networks as well as in end-to-end tunneled environments. In the networks as well as in end-to-end tunneled environments. In the
networks where there are multiple route reflectors and hop-by-hop networks where there are multiple route reflectors and hop-by-hop
forwarding without encapsulation, such optimizations should be forwarding without encapsulation, such optimizations should be
enabled in a consistent way on all route reflectors. Otherwise enabled in a consistent way on all route reflectors. Otherwise
clients may receive an inconsistent view of the network and in turn clients may receive an inconsistent view of the network and in turn
lead to intra-domain forwarding loops. lead to intra-domain forwarding loops.
With this approach, an ISP can effect a hot potato routing policy With this approach, an ISP can effect a hot potato routing policy
even if route reflection has been moved from the forwarding plane even if route reflection has been moved from the forwarding plane and
(example ABR) tothe core and hop-by-hop switching has been replaced hop-by-hop switching has been replaced by end-to-end MPLS or IP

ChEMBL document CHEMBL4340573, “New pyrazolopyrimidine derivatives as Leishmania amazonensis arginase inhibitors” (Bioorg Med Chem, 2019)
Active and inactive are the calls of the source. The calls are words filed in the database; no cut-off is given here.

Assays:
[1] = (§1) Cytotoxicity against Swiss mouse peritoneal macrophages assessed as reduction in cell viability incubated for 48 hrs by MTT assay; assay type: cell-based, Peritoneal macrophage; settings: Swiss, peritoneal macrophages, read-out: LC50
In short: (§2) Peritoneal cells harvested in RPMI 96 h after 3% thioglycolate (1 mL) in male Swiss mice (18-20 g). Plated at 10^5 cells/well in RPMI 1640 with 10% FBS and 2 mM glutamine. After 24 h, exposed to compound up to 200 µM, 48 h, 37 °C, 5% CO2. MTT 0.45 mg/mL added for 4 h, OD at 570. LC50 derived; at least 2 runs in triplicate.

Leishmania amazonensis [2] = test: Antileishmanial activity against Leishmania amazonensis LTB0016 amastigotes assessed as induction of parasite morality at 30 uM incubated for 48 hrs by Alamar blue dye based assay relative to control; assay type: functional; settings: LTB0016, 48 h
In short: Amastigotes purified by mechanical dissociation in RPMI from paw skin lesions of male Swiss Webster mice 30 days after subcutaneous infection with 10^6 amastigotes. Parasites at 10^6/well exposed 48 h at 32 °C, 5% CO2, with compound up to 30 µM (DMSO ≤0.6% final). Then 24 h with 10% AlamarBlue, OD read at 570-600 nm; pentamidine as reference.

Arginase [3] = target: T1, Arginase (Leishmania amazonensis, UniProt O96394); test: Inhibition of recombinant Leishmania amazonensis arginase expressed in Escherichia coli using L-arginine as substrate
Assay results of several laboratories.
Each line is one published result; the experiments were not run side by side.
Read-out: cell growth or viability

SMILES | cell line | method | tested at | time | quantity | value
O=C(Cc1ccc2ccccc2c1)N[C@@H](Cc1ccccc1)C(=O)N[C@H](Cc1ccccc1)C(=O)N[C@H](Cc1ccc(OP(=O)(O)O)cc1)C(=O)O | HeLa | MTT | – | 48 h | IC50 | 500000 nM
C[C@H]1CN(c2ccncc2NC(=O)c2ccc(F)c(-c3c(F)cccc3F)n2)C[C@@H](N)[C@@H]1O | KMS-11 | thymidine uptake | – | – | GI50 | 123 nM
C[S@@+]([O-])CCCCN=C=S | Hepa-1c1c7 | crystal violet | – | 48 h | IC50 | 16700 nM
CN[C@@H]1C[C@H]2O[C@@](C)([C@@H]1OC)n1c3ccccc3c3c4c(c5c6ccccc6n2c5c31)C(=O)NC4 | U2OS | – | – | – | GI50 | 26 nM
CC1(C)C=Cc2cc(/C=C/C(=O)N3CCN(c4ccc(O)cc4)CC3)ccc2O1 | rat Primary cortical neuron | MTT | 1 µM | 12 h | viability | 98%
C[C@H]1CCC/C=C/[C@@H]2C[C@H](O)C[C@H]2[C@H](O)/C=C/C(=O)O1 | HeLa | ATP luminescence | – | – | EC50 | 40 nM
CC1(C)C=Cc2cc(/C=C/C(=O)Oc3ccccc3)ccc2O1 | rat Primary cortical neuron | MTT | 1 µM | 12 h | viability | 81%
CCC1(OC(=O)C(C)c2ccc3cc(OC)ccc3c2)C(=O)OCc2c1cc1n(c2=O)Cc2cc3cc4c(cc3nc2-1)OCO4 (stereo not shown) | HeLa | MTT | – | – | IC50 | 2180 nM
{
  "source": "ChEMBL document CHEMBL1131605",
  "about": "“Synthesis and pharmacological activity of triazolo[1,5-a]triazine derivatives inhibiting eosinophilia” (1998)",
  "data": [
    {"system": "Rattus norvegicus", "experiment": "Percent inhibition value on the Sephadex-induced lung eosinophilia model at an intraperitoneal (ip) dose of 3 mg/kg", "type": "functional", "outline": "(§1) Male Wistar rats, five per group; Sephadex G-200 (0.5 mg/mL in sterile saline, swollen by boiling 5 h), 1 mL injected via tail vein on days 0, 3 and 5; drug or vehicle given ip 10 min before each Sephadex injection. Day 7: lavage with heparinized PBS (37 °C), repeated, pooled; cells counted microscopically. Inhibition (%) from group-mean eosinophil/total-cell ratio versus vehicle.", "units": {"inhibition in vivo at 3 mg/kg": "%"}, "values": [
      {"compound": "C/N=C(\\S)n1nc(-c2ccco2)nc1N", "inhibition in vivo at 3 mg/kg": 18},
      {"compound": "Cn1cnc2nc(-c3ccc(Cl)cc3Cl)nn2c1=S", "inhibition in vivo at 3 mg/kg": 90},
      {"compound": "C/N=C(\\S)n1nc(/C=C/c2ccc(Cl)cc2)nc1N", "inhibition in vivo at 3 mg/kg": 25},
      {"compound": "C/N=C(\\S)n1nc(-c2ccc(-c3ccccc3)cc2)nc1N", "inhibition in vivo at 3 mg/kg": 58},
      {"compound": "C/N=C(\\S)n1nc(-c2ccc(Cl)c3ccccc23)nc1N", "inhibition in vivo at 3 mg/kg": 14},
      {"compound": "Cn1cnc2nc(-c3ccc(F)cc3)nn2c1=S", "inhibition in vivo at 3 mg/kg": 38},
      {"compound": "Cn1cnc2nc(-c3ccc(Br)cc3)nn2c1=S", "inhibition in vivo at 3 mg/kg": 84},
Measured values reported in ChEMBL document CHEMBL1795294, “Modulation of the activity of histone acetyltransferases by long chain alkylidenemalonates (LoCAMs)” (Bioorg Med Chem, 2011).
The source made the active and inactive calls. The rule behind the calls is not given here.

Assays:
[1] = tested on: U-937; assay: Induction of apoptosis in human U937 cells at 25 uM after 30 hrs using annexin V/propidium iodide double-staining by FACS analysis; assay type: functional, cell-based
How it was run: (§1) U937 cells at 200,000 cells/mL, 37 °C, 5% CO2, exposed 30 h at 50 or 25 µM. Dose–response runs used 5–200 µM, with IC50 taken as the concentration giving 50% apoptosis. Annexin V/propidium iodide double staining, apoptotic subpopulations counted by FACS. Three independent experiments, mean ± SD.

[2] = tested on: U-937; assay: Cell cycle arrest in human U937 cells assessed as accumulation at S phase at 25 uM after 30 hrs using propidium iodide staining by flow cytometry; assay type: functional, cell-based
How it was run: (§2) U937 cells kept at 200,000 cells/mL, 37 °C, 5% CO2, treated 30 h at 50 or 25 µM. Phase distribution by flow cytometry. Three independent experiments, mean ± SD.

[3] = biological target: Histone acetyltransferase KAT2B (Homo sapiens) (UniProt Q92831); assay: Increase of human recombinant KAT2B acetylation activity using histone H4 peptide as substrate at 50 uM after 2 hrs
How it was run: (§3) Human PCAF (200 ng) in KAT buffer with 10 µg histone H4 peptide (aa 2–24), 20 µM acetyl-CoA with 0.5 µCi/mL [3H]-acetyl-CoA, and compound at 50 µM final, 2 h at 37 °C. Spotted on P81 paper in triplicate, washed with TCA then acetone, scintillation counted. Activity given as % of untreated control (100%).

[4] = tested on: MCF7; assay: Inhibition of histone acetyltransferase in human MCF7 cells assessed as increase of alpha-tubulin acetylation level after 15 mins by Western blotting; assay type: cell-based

by end to end MPLS or IP encapsulation. encapsulation.
As per above, the approach reduces the amount of state which needs to As per above, the approach reduces the amount of state which needs to
be pushed to the edge in order to perform hot potato routing. The be pushed to the edge in order to perform hot potato routing. The
memory and CPU resource required at the edge to provide hot potato memory and CPU resource required at the edge to provide hot potato
routing using this approach is lower than what would be required in routing using this approach is lower than what would be required in
order to achieve the same level of optimality by pushing and order to achieve the same level of optimality by pushing and
retaining all available paths (potentially 10s) per each prefix at retaining all available paths (potentially 10s) per each prefix at
the edge. the edge.
The proposal allows for a fast and safe transition to BGP control The proposal allows for a fast and safe transition to a BGP control
plane route reflection without compromising an operator's closest plane with centralized route reflection without compromising an